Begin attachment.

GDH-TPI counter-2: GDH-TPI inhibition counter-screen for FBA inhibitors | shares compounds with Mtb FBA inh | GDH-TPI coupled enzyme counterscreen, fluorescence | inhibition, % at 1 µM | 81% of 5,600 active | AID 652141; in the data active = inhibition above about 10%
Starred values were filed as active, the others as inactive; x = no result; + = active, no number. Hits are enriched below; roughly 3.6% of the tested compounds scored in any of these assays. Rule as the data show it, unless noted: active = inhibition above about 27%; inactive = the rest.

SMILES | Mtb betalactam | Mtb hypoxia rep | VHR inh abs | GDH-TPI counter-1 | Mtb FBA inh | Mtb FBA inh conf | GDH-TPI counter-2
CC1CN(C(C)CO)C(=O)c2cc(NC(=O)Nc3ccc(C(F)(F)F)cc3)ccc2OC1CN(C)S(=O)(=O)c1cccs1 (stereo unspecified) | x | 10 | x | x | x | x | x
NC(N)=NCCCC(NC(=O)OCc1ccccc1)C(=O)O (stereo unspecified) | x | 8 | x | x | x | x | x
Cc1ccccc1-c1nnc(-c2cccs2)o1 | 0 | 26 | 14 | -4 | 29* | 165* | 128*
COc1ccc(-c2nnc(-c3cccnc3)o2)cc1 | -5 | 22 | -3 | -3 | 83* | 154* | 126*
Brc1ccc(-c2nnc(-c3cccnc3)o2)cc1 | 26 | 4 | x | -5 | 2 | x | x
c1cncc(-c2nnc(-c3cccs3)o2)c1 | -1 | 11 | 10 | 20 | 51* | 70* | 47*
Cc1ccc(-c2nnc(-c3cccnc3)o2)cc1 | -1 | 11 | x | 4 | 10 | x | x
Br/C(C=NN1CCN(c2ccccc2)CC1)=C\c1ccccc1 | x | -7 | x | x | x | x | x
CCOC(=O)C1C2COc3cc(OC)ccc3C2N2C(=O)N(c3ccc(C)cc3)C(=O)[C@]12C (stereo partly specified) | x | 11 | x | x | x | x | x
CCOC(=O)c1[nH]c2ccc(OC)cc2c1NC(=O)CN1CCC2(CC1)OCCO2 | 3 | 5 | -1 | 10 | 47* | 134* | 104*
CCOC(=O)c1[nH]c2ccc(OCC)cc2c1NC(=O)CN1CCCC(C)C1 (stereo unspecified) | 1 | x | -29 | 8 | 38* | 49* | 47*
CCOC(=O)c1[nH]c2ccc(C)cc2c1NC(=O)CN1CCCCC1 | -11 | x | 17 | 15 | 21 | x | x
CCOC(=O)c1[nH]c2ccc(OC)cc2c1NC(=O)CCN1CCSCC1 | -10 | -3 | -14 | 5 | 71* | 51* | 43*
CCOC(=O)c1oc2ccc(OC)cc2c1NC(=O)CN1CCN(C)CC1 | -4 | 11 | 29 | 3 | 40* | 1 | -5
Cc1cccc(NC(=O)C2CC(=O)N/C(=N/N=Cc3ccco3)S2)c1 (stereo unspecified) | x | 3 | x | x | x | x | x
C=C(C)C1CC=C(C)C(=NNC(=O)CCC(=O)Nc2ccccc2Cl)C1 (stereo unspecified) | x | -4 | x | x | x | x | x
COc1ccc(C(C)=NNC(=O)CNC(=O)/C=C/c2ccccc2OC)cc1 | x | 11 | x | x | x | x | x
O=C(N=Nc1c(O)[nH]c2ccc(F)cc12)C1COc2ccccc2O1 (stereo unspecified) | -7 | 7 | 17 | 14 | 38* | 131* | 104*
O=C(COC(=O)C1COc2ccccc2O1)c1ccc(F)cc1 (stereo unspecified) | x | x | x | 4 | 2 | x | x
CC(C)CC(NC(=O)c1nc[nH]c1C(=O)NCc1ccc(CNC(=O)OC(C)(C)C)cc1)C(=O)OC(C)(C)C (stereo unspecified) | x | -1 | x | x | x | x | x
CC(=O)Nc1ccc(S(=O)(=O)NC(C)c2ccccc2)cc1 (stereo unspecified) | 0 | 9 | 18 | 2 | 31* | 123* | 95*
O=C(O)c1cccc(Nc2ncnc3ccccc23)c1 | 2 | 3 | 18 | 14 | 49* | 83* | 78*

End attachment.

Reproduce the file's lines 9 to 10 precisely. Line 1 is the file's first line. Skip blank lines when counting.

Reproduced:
c1cncc(-c2nnc(-c3cccs3)o2)c1 | -1 | 11 | 10 | 20 | 51* | 70* | 47*
Cc1ccc(-c2nnc(-c3cccnc3)o2)cc1 | -1 | 11 | x | 4 | 10 | x | x